The Impact of Fetus Visualization on Parents' Psychological Reactions

By Kovacevic, Melita PhD | Pre- and Peri-natal Psychology Journal, Winter 1993 | Go to article overview

The Impact of Fetus Visualization on Parents' Psychological Reactions


Kovacevic, Melita PhD, Pre- and Peri-natal Psychology Journal


ABSTRACT: The intention of this study was to examine the short-term psychological effects on parents, if any, of ultrasound scanning-that is, of fetal visualization. The starting hypothesis was that after visualizing the fetus, parents experience a lower level of stress and anxiety. To test that hypothesis, a quasiexperimental/control type of study was conducted. The subjects, all parents (N = 296), were divided into two groups: an experimental high-feedback group that watched the ultrasound screen, and a low-feedback control group that could not see a screen. Each group had two subgroups-risk pregnancy and no-risk pregnancy. To test the level of anxiety and stress, a number of scales were administered. The results confirm the positive effect of screening. Stress and anxiety levels were reduced. Statistically significant differences between the groups are found. Additional analysis in this area should be pursued.

INTRODUCTION

Ultrasound diagnostics is used widely in prenatal medicine. However, many questions are still raised about the benefits and/or harm that could be caused by the ultrasound technique. In addition, there is very little known about any psychological impact that ultrasounds have on mothers, fathers, and the fetus.

Ultrasounds indeed do remarkable work. They can detect fetal abnormalities and malformations. They enable us to learn more about fetal senses and behavior. We know that the fetus breathes, experiences pain, tastes, hears, sees, and cries. We can even do surgery on a fetus. The fetus has become a patient.

We do have some answers about fetus behavior during and after ultrasound examination. We know quite a bit, though not enough, about the relationship between the emotions and behavior of the mother and the fetus (see, for example, Van den Bergh 1990, or Rossi et al. 1989). Van den Bergh showed in her work that fetal behavior is influenced by maternal chronic anxiety during pregnancy. She also found that there is a certain degree of correlation between fetal and neonatal movement patterns. Rossi and his colleagues gathered similar results. They found that fetuses have a significantly higher motor activity in mothers with a high level of anxiety. However, there are not many systematic answers on parents' reactions to the use of ultrasound diagnostics in pregnancy. Does ultrasound have a positive impact on mothers and fathers, in any kind of pregnancy (risky or normal), regardless of the doctor's findings? If the answer is "yes", should it be applied as a routine diagnostic procedure or not? In which cases is it more appropriate to use and in which cases is it not?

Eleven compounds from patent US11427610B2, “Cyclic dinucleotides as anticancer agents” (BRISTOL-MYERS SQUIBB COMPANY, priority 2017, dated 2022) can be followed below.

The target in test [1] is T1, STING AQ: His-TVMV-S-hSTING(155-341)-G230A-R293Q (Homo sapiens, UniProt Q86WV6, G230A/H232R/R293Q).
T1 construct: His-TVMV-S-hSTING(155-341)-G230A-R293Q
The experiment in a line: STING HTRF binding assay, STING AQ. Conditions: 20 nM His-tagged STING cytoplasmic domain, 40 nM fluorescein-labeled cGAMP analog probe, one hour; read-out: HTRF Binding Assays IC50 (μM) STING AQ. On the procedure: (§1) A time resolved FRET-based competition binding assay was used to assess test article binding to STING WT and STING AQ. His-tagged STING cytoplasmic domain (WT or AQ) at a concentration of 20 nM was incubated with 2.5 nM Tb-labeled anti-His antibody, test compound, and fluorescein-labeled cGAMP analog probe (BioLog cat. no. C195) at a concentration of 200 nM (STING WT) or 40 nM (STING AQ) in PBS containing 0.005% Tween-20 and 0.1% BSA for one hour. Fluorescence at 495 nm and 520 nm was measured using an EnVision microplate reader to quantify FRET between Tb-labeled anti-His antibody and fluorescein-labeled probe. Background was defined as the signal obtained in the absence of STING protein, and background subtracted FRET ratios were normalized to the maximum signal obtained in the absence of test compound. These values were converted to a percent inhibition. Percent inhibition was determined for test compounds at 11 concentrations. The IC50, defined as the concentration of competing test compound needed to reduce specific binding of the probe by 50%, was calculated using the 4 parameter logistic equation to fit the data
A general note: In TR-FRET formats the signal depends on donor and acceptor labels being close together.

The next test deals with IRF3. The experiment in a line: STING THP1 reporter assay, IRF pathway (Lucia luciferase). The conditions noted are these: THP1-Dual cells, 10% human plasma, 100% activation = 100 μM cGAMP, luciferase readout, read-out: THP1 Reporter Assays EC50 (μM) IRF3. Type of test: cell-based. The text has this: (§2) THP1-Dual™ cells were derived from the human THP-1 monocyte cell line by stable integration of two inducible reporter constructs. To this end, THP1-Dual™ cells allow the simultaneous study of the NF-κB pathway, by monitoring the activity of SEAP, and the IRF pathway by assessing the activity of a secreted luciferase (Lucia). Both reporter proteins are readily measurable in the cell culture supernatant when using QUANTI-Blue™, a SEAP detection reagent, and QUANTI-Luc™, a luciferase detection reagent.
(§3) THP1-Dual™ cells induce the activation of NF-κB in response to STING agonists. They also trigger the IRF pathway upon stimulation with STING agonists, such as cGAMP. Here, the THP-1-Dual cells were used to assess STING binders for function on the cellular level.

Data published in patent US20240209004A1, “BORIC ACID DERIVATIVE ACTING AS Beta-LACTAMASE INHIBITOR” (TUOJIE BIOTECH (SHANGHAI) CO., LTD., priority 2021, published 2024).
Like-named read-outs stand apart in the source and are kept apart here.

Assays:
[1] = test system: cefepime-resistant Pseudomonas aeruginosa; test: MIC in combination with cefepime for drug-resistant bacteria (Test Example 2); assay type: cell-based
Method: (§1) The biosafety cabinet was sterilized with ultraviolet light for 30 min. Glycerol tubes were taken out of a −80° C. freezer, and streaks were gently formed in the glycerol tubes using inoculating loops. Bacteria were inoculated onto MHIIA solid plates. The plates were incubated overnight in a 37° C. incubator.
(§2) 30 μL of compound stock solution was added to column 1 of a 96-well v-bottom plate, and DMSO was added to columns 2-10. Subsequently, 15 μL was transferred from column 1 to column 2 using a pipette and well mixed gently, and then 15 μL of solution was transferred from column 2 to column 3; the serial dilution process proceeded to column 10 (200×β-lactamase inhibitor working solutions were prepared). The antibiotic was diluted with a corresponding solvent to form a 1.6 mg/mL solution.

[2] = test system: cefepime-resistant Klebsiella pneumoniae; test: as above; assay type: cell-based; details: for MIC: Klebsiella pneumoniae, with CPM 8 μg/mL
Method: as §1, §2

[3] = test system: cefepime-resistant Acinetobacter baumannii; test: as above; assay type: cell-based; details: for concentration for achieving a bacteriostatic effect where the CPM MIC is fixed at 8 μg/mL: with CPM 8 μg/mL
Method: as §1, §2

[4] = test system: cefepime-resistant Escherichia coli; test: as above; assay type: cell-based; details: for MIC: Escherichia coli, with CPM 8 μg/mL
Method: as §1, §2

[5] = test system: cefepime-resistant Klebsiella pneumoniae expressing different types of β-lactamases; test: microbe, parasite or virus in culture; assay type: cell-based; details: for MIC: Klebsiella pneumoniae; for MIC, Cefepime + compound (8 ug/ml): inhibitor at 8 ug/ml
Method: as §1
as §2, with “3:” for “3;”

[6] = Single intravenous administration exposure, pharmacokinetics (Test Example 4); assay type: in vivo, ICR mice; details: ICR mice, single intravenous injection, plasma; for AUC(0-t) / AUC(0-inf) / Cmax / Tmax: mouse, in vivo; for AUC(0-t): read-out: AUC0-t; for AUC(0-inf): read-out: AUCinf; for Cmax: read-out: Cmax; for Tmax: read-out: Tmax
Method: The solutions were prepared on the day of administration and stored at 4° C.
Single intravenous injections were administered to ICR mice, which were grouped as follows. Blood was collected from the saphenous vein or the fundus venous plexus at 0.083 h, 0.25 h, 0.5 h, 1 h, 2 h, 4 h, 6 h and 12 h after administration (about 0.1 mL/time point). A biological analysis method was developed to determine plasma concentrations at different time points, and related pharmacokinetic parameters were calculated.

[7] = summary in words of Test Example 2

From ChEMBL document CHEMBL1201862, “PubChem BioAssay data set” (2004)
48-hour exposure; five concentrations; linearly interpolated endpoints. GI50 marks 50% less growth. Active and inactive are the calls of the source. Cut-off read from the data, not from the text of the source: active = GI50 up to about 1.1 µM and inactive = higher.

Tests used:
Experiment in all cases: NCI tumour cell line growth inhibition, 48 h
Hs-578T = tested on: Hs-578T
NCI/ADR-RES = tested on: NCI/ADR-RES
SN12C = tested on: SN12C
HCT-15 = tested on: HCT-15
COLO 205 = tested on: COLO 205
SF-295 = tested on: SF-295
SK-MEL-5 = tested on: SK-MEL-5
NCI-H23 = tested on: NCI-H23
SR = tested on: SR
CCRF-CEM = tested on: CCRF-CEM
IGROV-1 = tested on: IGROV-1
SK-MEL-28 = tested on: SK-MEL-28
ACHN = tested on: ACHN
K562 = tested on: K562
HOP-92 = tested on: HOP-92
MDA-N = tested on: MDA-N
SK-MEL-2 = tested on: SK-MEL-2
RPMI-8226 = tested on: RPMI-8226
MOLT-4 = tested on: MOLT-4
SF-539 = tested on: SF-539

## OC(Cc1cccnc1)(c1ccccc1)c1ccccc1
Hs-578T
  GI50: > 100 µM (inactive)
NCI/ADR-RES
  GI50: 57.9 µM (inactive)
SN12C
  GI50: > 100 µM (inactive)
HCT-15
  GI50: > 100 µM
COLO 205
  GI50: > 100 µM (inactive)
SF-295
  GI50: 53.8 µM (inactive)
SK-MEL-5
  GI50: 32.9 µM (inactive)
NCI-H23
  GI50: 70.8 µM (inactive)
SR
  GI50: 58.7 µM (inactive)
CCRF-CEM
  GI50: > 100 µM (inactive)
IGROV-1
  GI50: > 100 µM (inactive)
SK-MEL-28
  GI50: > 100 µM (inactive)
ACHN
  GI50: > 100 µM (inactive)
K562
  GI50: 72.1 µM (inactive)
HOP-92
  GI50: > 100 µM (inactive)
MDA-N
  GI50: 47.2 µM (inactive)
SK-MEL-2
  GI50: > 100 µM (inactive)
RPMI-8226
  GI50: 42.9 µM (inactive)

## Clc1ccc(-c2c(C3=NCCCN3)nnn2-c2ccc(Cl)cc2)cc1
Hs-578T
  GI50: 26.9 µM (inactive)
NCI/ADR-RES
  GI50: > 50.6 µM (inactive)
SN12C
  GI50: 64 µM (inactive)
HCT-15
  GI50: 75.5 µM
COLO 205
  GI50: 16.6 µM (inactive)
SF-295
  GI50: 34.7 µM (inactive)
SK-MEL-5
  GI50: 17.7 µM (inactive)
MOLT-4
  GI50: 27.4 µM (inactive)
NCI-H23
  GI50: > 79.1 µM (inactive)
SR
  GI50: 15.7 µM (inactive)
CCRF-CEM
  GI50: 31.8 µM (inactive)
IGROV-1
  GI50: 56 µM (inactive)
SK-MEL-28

Recent literature concerned with the problem of the psychological effects of the interaction of ultrasound as a procedure and parents as patients is diverse and fragmented. Studies have mostly focused on mothers' reactions and changes in their attitudes towards the pregnancy after ultrasound technique is implemented and towards the technique itself (see, for example, Endres, 1987; Campbell et al., 1982; Milne and Rich, 1984; Marteau et al., 1989; Fletcher and Evans, 1983). For example, Campbell and his colleagues (1982) sought to find out more about the short-term psychological effects of early ultrasound scans. Their results confirm the acceptability of scanning, and the powerful effect of ultrasound on maternal attitudes towards the pregnancy. They found a higher level of maternal attachment to the fetus after the exposure to the ultrasound monitor. Milne and Rich (1984) evaluated a group of women exposed to the sonography. They tried to determine if women are able to "feel" what they see on a monitor, and how that feeling influences them. The authors concluded that the ultrasound visualization has a positive impact on mothers. Brown (1988) studied the short-term impact of fetal imaging on paternal stress and anxiety. He examined some of the emotional responses of expectant fathers when viewing their unborn child.

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